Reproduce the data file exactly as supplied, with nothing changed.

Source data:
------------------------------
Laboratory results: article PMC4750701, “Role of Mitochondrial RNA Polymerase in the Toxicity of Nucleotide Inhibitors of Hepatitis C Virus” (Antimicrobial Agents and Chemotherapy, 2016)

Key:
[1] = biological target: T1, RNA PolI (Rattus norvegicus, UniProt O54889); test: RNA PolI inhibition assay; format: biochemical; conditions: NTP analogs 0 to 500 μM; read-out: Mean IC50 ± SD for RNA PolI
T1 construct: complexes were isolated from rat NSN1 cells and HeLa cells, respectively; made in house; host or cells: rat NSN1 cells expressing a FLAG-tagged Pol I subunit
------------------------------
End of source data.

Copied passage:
Laboratory results: article PMC4750701, “Role of Mitochondrial RNA Polymerase in the Toxicity of Nucleotide Inhibitors of Hepatitis C Virus” (Antimicrobial Agents and Chemotherapy, 2016)

Key:
[1] = biological target: T1, RNA PolI (Rattus norvegicus, UniProt O54889); test: RNA PolI inhibition assay; format: biochemical; conditions: NTP analogs 0 to 500 μM; read-out: Mean IC50 ± SD for RNA PolI
T1 construct: complexes were isolated from rat NSN1 cells and HeLa cells, respectively; made in house; host or cells: rat NSN1 cells expressing a FLAG-tagged Pol I subunit